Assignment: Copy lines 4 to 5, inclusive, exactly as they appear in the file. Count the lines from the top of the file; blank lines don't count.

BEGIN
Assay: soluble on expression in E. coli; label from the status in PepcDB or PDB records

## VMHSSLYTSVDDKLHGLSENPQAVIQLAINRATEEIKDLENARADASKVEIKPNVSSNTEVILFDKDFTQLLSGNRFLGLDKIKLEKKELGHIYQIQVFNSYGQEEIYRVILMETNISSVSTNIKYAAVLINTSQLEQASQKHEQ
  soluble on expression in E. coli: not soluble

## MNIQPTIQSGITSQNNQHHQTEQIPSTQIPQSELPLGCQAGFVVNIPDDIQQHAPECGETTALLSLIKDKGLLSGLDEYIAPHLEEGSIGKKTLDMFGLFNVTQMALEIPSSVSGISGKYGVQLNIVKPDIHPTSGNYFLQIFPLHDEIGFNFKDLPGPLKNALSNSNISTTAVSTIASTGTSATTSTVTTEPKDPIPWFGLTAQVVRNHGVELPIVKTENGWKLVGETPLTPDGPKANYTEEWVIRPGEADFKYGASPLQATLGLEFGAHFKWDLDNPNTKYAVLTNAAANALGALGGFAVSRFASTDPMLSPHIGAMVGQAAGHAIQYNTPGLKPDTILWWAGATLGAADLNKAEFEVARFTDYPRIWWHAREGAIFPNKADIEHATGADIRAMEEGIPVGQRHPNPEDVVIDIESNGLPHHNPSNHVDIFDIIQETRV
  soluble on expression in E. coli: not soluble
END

## MNIQPTIQSGITSQNNQHHQTEQIPSTQIPQSELPLGCQAGFVVNIPDDIQQHAPECGETTALLSLIKDKGLLSGLDEYIAPHLEEGSIGKKTLDMFGLFNVTQMALEIPSSVSGISGKYGVQLNIVKPDIHPTSGNYFLQIFPLHDEIGFNFKDLPGPLKNALSNSNISTTAVSTIASTGTSATTSTVTTEPKDPIPWFGLTAQVVRNHGVELPIVKTENGWKLVGETPLTPDGPKANYTEEWVIRPGEADFKYGASPLQATLGLEFGAHFKWDLDNPNTKYAVLTNAAANALGALGGFAVSRFASTDPMLSPHIGAMVGQAAGHAIQYNTPGLKPDTILWWAGATLGAADLNKAEFEVARFTDYPRIWWHAREGAIFPNKADIEHATGADIRAMEEGIPVGQRHPNPEDVVIDIESNGLPHHNPSNHVDIFDIIQETRV
  soluble on expression in E. coli: not soluble